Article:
What Was the Significance of D-Day to the Outcome of World War 2?

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  • Topic: Operation Overlord, World War II, Normandy Landings
  • Pages : 3 (1146 words )
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  • Published : May 13, 2013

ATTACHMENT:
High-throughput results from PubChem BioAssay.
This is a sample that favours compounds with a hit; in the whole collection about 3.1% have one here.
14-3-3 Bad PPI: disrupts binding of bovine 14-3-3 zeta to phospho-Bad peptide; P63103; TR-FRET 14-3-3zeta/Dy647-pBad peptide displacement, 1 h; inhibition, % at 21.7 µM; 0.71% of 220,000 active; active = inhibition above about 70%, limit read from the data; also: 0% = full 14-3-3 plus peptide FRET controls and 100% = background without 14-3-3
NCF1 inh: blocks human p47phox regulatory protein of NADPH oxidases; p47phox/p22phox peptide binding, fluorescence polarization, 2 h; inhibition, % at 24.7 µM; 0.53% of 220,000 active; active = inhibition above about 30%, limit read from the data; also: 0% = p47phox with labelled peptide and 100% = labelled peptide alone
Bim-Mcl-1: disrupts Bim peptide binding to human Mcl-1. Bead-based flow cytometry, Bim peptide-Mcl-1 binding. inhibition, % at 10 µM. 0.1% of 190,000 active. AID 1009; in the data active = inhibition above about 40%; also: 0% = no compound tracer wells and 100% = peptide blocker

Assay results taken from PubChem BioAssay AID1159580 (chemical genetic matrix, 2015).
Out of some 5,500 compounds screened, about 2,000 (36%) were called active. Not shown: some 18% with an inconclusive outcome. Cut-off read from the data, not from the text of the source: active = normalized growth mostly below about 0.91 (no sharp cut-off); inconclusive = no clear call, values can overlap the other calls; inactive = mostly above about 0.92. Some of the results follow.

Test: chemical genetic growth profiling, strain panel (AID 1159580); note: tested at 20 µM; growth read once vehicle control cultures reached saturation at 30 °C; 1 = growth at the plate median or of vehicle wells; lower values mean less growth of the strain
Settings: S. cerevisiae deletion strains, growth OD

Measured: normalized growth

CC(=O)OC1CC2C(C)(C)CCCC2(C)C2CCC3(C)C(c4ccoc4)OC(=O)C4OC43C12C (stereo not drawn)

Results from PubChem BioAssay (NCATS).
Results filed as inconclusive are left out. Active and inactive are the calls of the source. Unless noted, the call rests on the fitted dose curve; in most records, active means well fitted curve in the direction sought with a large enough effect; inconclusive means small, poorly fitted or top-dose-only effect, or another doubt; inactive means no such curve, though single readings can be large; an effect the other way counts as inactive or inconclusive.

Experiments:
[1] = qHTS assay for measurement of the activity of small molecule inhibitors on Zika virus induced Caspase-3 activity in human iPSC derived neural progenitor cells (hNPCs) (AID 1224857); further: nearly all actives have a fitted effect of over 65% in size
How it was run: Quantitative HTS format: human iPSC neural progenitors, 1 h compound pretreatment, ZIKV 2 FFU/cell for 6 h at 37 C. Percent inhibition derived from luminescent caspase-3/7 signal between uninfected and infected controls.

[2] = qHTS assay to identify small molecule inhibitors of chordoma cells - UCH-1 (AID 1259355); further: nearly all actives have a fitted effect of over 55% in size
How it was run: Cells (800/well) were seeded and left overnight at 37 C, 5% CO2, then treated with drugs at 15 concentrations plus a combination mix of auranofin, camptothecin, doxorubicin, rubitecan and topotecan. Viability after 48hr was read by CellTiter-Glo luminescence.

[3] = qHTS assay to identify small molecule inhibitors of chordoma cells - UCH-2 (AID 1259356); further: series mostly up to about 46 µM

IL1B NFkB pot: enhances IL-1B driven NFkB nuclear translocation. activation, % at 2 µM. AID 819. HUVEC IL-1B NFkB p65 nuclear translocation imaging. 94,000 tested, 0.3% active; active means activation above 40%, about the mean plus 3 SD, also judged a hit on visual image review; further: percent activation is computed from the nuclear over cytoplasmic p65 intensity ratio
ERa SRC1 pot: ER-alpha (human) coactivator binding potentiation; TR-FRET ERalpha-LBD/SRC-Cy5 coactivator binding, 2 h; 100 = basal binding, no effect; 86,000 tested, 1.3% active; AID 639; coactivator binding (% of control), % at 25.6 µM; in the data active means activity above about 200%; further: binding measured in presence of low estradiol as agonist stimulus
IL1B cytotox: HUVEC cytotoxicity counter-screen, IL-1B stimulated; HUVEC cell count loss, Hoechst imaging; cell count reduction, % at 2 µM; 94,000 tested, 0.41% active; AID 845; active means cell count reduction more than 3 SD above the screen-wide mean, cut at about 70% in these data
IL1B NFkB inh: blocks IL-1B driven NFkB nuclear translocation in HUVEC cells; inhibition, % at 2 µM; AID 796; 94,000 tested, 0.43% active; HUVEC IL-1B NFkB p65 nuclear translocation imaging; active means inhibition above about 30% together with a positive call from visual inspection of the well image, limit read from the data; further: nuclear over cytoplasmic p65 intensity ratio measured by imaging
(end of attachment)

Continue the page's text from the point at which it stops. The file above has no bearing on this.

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What was the significance of D-Day to the outcome of World War 2? D-Day happened on 6th June 1944 after five years of war with Germany. D-Day was an invasion towards Germany by a massive military force that set out from England towards France. It was going to take over Nazi Germany and Germany’s leader Adolf Hitler because the Nazi’s had nearly taken over the whole of Europe which wouldn’t have happened if appeasement didn’t occur. The allied forces landed on the beaches of Normandy and started to break through the German army’s defences. They began an attack that lasted for eleven months which took them all the way to the German capital Berlin, to the bunker that was Adolf Hitler’s headquarters. In April 1943 the British General Fredrick Morgan was selected the chief of staff to the supreme allied commander (CASSAC) for the D-Day invasion. He was to draw up blueprints of the attack, Morgan finalized the planning in July 1943 and he had considered both the Pas de Calais and Caen as possible landings areas but although Pas de Calais was closer to southern England it was also heavily defended which is why he opted for Caen as the landing place. Surprise was crucial, not just to allow the troops to get ashore but also to prevent the Germans from sending significant reinforcements quickly from elsewhere. Britain wanted to trick the Germans into believing that the landings would be in Pas de Calais because the Germans also feared an allied invasion of Norway so they retained a large number of troops there. The Germans had their troops spread out around the coastline which meant a good chance of Britain reaching Hitler’s headquarters. Morgan’s plans were approved at a conference in Quebec one 17th August 1943 but it wasn’t until the start of December 1934 that Eisenhower (President of the United Sates from 1953 until 1961) was made supreme allied commander in Europe for the invasion which was codenamed “Operation Overload”, two weeks later the attack began. The...
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